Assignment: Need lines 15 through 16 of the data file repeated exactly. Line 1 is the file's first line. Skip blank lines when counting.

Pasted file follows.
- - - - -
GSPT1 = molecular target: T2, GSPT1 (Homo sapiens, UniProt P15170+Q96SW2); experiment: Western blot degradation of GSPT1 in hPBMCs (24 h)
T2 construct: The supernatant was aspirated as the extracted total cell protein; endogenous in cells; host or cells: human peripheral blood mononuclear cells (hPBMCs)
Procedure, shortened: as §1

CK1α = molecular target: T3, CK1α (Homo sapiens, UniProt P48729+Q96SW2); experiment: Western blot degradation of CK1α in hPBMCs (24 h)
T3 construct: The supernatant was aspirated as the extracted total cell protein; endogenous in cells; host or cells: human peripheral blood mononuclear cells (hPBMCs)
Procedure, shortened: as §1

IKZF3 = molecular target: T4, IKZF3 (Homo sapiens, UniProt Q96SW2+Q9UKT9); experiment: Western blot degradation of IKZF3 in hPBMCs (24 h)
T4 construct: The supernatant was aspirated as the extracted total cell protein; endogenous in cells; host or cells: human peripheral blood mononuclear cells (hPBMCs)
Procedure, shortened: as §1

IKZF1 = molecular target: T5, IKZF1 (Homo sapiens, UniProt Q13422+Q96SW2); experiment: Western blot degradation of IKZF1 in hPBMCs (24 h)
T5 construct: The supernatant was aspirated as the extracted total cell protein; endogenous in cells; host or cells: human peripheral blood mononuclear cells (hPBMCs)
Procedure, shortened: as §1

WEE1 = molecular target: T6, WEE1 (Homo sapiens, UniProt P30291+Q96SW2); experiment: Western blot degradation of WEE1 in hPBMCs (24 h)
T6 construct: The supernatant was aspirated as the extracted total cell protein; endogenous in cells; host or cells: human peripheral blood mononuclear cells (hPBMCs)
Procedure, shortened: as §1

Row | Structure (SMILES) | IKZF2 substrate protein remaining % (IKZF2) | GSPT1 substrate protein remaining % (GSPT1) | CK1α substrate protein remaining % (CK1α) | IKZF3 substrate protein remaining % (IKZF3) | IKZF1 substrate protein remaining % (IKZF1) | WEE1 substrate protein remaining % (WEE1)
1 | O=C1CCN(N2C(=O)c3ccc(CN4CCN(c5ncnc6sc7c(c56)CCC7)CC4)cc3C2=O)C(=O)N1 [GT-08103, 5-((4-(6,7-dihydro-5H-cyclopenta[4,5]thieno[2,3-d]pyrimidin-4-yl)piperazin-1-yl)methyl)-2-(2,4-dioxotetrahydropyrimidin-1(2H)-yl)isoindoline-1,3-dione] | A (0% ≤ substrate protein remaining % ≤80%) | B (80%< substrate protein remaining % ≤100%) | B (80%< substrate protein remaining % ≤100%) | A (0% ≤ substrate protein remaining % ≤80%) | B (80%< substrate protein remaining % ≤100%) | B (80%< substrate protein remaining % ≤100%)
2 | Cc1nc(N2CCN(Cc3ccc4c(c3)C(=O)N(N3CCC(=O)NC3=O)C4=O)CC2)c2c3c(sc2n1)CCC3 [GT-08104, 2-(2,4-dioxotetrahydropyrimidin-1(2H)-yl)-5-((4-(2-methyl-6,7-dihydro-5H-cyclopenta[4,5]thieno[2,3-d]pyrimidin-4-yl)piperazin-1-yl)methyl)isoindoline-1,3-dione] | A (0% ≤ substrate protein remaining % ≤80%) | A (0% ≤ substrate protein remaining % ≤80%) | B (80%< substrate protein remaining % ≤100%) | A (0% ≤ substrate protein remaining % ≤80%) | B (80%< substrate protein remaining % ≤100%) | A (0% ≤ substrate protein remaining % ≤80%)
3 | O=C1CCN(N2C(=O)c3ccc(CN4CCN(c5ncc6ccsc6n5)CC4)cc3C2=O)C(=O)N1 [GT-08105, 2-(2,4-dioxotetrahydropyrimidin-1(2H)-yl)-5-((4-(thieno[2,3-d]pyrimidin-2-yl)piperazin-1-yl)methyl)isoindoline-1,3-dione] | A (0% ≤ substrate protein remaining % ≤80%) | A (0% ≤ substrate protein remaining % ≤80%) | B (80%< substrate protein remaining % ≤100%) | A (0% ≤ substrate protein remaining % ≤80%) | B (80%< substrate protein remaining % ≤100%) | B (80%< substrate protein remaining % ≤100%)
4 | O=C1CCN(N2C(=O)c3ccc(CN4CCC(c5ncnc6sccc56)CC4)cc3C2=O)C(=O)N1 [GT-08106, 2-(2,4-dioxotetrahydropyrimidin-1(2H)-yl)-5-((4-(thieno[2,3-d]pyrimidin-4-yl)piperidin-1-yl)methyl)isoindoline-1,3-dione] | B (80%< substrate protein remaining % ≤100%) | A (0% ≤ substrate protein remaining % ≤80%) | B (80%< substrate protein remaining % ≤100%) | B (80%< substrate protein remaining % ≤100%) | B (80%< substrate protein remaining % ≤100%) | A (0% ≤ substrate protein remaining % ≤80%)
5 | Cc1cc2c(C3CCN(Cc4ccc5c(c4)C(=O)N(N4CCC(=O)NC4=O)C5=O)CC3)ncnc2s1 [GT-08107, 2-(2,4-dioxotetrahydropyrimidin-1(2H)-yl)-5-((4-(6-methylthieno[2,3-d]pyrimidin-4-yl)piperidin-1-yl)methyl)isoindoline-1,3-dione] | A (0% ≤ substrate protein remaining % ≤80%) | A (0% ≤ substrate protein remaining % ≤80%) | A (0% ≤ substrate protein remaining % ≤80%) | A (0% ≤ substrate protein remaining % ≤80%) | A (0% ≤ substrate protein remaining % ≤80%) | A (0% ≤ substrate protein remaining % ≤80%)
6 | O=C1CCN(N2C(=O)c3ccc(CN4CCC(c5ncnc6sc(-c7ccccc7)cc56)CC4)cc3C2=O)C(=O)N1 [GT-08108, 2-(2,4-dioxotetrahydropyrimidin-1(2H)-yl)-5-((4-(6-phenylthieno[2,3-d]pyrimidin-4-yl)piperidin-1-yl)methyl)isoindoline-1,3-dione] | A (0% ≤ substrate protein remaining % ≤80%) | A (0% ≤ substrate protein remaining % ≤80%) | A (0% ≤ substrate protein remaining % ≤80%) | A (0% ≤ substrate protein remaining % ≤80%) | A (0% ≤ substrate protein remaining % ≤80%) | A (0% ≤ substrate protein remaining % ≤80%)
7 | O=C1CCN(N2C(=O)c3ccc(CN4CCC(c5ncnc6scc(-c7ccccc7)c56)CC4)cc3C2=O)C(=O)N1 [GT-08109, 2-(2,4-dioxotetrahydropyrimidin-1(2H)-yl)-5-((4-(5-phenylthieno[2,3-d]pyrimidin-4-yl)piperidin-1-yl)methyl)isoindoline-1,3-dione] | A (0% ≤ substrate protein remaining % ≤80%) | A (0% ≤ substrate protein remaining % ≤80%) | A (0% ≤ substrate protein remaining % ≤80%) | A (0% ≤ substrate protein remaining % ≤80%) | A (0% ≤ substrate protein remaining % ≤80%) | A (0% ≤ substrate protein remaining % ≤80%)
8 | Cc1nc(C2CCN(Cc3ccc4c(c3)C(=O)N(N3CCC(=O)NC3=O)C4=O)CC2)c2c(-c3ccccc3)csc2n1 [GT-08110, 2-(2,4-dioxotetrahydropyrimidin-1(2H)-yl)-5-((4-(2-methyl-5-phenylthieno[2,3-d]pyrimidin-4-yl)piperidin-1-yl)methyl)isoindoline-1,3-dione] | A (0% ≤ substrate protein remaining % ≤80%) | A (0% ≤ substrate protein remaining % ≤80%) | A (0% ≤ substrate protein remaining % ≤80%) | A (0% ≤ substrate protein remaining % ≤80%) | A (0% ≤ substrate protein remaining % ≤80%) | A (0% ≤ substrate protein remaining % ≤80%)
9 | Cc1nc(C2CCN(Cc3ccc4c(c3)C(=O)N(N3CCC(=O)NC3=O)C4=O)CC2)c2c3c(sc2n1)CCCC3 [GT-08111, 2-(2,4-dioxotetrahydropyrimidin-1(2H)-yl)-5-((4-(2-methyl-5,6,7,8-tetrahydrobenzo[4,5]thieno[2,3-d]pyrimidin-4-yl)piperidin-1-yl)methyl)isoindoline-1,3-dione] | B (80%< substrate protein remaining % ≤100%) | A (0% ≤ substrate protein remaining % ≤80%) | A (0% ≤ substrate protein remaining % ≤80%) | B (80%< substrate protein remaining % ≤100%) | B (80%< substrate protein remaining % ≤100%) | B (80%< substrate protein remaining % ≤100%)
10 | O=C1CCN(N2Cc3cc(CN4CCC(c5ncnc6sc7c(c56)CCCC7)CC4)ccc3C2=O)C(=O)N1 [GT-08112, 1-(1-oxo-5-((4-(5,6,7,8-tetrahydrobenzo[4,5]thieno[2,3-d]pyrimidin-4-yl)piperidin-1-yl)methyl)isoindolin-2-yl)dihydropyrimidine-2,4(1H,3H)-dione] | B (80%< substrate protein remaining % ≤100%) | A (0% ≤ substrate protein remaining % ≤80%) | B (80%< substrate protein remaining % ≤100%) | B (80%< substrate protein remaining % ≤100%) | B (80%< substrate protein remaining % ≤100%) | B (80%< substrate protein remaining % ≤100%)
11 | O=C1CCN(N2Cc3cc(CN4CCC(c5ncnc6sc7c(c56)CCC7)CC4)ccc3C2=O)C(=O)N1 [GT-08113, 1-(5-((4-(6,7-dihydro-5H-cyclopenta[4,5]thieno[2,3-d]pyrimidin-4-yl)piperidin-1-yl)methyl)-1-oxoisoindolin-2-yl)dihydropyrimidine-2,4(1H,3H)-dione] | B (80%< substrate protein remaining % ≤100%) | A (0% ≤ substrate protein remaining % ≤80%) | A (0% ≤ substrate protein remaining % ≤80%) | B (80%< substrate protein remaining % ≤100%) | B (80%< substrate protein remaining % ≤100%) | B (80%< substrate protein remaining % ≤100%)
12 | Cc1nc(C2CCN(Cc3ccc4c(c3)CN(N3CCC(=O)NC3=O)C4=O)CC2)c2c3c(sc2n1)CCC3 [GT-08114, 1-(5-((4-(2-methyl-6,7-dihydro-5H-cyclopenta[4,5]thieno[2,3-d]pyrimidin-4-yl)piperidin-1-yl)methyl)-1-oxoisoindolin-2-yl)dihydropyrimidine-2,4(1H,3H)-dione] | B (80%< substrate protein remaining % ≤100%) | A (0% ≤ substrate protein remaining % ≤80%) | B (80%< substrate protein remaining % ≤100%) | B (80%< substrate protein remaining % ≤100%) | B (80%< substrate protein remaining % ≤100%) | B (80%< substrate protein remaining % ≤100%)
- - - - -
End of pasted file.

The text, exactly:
Procedure, shortened: as §1

Row | Structure (SMILES) | IKZF2 substrate protein remaining % (IKZF2) | GSPT1 substrate protein remaining % (GSPT1) | CK1α substrate protein remaining % (CK1α) | IKZF3 substrate protein remaining % (IKZF3) | IKZF1 substrate protein remaining % (IKZF1) | WEE1 substrate protein remaining % (WEE1)